Ways to prevent your autistic child from wandering away
For many parents of autistic children, one of the most challenging aspect is their child’s tendency to wander off. This is very common among children with autism spectrum disorders and more than half the children with this condition tend to wander off from safe places. Studies suggest that this behavior tends to peak at age 4, and a considerable amount of kids with autism between the ages of 7 to 10 also wander away.
Children can wander from their safe surroundings including home or school, and even under an adult supervision. It is suggested that special needs children can wander for a variety of reasons. For some children, walking away helps them cope with sensory overwhelm or anxiety. Others may do it because they’re curious to explore or simply enjoy running.
Many parents with special needs do not receive any guidance on how to manage their child’s wandering. These tips and strategies can help prevent this tendency.
- Add signage on doors
You can try by placing a combination of verbal and visual signs on each door at your child’s eye level. This may ensure that your child thinks before they act. Some parents find this technique quite effective and think that it dissuades their child from wandering.
- Add chimes to doors
Installing chimes on interior doors is very easy. These also act as an alarm that will alert you when a door is opened. It will help you stay vigilant and alert when your child tries to wander off outside.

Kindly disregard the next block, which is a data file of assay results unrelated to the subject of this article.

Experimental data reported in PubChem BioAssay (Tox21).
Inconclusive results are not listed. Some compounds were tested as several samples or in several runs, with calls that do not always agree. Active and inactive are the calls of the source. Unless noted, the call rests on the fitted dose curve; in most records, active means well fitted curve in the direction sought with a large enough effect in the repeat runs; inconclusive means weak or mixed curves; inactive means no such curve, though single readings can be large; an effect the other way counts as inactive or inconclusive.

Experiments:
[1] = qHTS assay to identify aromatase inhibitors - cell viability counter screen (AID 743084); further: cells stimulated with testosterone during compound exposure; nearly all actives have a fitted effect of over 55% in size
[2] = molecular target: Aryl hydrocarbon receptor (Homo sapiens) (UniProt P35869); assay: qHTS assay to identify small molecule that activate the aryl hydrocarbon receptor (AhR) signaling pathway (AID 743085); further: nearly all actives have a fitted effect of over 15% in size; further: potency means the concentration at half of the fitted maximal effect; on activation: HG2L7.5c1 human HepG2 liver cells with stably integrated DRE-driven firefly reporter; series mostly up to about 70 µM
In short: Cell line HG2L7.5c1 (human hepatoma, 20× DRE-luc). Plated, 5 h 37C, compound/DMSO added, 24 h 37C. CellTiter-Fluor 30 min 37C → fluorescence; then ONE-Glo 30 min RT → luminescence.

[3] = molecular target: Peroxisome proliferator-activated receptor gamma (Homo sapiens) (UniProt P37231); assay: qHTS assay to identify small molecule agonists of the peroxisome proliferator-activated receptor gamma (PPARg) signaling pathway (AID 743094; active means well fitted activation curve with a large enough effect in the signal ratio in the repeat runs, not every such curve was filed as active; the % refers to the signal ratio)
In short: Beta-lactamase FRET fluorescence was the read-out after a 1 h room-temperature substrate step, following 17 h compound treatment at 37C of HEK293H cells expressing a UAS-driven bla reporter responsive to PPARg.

- Ask Neighbors for Help
Your neighbors can play a big role in keeping your child safe. Confide in them and they are mostly going to be empathetic and willing to help. You can help them understand your child’s tendencies and they can keep a lookout for your child whenever he/she tries to wander away.
- Get a safety device or ID tag
While safety devices or ID tags/bracelets can be a great way to keep your child safe, not all special needs children will be comfortable to wear one. If your child doesn’t mind wearing these, you can include your contact number, your child’s name and information about his condition. If your child is nonverbal, a bracelet can be a good way to communicate this to strangers.
- Consider Swimming lessons
Teaching an autistic child to swim will give them more confidence in water, and also help them improve their sense of balance. It will also give your child the tools to know what to do in case they panic while swimming. You can find out about swimming lessons for your special needs child around your area.
- Set Outdoor Barriers
This is one of the best ways to use your child’s interest to prevent them from wandering too far. Find something that your child is fascinated by and place the object in strategic places around your home. This could be anything from their favorite toys or clothing. The idea is that if your child tries to leave the house unaccompanied, they’ll see their favorite object and be distracted with it temporarily.
These are some of the ways in which you can keep your special needs child safe in your surroundings. Talk to your child’s therapist to discuss more about ways to keep them occupied when you’re at home or outside.